Ice Loss and Slope Stability in High-Mountain Regions
The present time is one significant stage in the adjustment of mountain slopes to climate change, and specifically atmospheric warming. This review examines the state of understanding of the responses of mid-latitude alpine landscapes to recent cryospheric change, and summarizes the variety and complexity of documented landscape responses involving glaciers, moraines, rock and debris slopes, and rock glaciers. These indicate how a common general forcing translates into varied site-specific slope responses according to material structures and properties, thermal and hydrological environments, process rates, and prior slope histories. Warming of permafrost in rock and debris slopes has demonstrably increased instability, manifest as rock glacier acceleration, rock falls, debris flows, and related phenomena. Changes in glacier geometry influence stress fields in rock and debris slopes, and some failures appear to be accelerating toward catastrophic failure. Several sites now require expensive monitoring and modeling to design effective risk-reduction strategies, especially where new lakes as multipliers of hazard potential form, and new activities and infrastructure are developed.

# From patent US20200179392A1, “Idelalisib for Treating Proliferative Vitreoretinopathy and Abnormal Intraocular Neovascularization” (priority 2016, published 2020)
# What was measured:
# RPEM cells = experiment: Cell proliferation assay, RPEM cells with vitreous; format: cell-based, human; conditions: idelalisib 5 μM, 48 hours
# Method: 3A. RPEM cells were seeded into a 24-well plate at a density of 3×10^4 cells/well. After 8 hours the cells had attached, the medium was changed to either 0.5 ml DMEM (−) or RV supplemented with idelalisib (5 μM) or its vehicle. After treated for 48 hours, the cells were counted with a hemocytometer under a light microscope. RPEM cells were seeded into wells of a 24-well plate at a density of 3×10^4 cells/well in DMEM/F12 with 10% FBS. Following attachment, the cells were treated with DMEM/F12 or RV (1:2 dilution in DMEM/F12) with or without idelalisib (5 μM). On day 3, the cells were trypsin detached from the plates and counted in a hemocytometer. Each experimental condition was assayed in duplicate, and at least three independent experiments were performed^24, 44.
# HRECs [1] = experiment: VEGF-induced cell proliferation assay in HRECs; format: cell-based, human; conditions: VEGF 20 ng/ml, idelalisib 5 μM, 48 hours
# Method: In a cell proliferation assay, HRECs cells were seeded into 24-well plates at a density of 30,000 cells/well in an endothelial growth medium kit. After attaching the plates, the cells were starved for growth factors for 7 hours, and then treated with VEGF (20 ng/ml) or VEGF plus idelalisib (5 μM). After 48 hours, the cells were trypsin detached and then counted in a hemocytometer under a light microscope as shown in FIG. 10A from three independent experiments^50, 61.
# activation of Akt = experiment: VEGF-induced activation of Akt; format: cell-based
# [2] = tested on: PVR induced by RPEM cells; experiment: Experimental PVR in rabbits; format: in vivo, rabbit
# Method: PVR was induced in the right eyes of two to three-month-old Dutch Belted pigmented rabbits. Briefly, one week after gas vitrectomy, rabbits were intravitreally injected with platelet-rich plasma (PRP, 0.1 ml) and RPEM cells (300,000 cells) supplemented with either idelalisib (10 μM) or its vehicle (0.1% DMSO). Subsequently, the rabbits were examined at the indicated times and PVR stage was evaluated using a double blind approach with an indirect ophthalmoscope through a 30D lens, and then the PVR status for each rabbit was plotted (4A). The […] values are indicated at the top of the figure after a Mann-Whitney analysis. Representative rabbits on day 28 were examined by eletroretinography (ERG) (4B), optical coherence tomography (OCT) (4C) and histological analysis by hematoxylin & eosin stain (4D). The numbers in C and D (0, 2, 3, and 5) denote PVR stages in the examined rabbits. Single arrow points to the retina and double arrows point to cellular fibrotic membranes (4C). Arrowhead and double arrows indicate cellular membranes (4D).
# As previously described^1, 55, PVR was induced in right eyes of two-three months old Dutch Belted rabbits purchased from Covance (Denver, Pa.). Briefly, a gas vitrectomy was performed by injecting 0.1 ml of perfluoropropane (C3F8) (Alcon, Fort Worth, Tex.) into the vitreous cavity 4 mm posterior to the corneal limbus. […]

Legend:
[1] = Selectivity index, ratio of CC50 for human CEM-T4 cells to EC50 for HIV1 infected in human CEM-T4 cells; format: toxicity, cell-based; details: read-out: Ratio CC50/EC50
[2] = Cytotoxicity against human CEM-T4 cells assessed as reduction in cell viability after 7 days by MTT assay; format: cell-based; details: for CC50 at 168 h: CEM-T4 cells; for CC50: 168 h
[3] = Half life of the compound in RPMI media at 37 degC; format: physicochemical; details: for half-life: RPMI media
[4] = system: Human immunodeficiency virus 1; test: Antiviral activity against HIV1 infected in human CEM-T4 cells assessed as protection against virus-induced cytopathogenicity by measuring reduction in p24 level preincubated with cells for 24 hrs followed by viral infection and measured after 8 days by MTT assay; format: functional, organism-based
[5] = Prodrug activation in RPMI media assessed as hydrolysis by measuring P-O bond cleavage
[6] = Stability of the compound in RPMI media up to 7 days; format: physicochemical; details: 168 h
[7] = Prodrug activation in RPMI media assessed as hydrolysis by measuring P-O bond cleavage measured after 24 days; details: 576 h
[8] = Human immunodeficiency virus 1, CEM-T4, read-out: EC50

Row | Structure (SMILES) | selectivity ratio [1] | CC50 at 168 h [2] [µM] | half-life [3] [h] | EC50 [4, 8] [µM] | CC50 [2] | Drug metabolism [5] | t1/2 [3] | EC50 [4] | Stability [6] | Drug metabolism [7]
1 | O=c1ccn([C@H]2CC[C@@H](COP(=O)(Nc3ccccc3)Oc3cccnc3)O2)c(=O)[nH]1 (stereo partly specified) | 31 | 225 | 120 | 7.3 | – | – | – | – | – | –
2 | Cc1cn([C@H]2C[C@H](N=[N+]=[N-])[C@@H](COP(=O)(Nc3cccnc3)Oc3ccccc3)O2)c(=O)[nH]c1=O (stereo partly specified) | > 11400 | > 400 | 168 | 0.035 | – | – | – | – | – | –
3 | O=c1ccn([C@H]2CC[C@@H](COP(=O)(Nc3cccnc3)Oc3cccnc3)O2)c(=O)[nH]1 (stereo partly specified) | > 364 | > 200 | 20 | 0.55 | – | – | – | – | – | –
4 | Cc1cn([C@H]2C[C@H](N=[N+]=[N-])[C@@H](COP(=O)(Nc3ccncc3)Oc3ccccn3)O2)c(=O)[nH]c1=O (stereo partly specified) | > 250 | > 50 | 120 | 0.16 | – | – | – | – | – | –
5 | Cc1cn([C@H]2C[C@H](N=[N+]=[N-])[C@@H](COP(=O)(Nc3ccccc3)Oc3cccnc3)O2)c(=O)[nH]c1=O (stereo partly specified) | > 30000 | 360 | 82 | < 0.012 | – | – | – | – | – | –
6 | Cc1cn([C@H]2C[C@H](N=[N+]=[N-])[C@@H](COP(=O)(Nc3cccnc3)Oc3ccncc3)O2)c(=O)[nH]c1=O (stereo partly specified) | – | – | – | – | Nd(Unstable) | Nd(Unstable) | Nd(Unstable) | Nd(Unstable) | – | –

|Keywords||Debuttressing, Deep-seated gravitational slope deformation, Glacier shrinkage, Ice unloading, Moraine instability, Permafrost degradation, Rock fall, Rock glacier, Rock slide|
Deline, P. (Philip), Gruber, S, Delaloye, R. (Reynald), Fischer, L. (Luzia), Geertsema, M. (Marten), Giardino, M. (Marco), … Schoeneich, P. (Philippe). (2014). Ice Loss and Slope Stability in High-Mountain Regions. In Snow and Ice-Related Hazards, Risks, and Disasters (pp. 521–561). doi:10.1016/B978-0-12-394849-6.00015-9